The operations center 404 may also host an item encyclopedia 804. The item encyclopedia 804 offers rich authoritative information regarding the various items represented in the item store 418. More specifically, the item encyclopedia 804 facilitates creation of articles about the items. These articles may include any information helpful to a user in learning about the item and deciding whether to purchase the item. Such information may include descriptions of the items, features and specification data, images of the item, intended uses, identities of manufacturers or distributors, accessories, and so on. These articles can be served by the operations center 404 to the users to assist the users in better understanding the items.

In a collaborative environment, the encyclopedia articles are community-authored, where any number of users may add, modify, or delete content contained in the item encyclopedia 804. Thus, individual users can create new articles to describe new items being offered in the item store 418, and also edit articles crafted by other users. The edits can be logged and monitored to prevent malicious entries.

The item encyclopedia 804 also supports tagging of the items with tags to assist in navigation, search, and item comparison. These tags may be assigned by the manufacturer or supplier of the items, the website operator, and/or any member of the community. In connection therewith, the item encyclopedia 804 can include the above-described tagging system 416, including the concept creation and editing (CCE) module 420 and the concept analysis module 424.

The version of the tagging system 416 shown in FIG. 8 can be specifically configured to process the type of concept objects set forth in FIG. 7, including category tags and fact tags (including relational fact tags). In this context, the user-defined tags are added to the tagging data structure 708 as part of the concept object 702. A plurality of such concept objects is stored in a concept database 806. Once the items are tagged, the tagging system 416 may use the category tags and fact tags (including relational fact tags) to locate, organize, and compare the items. Note that the concept database 806 represents an enhanced counterpart to the tag store 422 of FIG. 4, which stores only tags (rather than data structures which include tags as components thereof).

In the collaborative environment shown in FIG. 8, the CCE module 420 allows users to author and edit articles that describe the items represented in the item store 418. The CCE module 420 also allows users to annotate the items with category tags and fact tags (including relational fact tags). In this manner, the CCE module 420 produces concept objects that contain articles, tags, and other item metadata, as expressed by the exemplary concept object 702 shown in FIG. 7.

The item encyclopedia 804 also includes the above-described concept analysis module 424. The concept analysis module 424 facilitates comparison of the items based on the category tags and fact tags (including relational fact tags). For example, when the user wishes to compare similarly tagged items (e.g., items annotated with a “digital camera” category tag), the concept analysis module 424 can locate the concepts in the concept database 806 having common category tags. This allows users to perform cross-product comparisons, that is, by aggregating items with similar characteristics and providing a convenient mechanism for the user to compare the properties of these items.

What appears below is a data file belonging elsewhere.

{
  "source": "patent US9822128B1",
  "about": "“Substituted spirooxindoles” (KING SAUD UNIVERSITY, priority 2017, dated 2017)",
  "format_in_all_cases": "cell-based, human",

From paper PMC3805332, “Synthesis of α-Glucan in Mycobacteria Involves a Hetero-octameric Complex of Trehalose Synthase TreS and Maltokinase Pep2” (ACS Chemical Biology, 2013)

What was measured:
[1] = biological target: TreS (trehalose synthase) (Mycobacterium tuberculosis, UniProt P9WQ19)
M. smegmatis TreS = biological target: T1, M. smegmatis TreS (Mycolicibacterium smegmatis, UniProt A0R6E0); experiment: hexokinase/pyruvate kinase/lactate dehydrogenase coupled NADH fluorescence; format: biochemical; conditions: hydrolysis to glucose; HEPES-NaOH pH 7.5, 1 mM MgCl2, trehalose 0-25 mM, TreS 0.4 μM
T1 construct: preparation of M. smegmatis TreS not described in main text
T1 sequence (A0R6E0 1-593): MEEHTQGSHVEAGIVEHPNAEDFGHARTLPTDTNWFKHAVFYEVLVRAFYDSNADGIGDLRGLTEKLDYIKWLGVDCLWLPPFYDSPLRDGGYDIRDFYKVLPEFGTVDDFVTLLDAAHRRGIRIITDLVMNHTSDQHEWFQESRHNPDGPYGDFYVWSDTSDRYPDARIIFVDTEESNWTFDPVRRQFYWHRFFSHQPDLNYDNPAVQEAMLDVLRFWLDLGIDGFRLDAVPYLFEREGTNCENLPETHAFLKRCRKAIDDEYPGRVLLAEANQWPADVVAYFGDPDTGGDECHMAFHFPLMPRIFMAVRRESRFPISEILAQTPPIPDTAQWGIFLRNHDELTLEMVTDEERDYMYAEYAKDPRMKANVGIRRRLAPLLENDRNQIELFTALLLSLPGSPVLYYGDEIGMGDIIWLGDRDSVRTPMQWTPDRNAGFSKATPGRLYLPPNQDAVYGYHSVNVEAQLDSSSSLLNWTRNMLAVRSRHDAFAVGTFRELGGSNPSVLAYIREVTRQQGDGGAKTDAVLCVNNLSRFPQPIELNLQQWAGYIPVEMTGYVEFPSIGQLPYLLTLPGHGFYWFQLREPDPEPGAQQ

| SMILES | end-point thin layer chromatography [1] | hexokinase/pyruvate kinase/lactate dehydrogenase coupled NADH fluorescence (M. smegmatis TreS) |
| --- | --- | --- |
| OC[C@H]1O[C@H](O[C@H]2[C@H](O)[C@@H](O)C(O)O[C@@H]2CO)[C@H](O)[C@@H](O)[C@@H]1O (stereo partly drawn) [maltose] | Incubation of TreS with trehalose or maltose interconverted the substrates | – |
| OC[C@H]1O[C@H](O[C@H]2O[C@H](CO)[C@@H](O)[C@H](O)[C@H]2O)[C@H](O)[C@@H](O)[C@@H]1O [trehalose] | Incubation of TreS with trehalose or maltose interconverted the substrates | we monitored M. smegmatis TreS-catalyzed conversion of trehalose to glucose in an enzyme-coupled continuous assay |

As explained above, the particular combination of category tags and relational fact tags can fine-tune the comparisons provided by the concept analysis module 424. For instance, the concept analysis module 424 can allow the user to perform better-than type comparisons in the context of a relatively narrow theme. For example, assume that a group of users has created relational tags that rank many different kinds of cameras as being suitable for taking pictures at the beach. Also assume that many users have annotated a certain class of cameras with the category tag of “video camera”. Based on the combination of category tags and relational fact tags, the concept analysis module 424 can form a filtered list of video cameras, ranked according to their suitability for taking pictures at the beach.

The item encyclopedia 804 also may include a history log 808. The purpose of this module 808 is to track the changes entered by the community of users. A summary of the history log 808 can be presented to the users.

The item encyclopedia 804 also may include a discussion framework 810. This module 810 facilitates user discussion pertaining to items. For instance, the discussion framework 810 allows users to enter and post commentary regarding items. The framework 810 then formats the commentary for presentation to the user. The framework 810 also provides a mechanism for other users to offer feedback on the commentary.

The item encyclopedia 804 can include yet other types of modules (not shown in FIG. 8).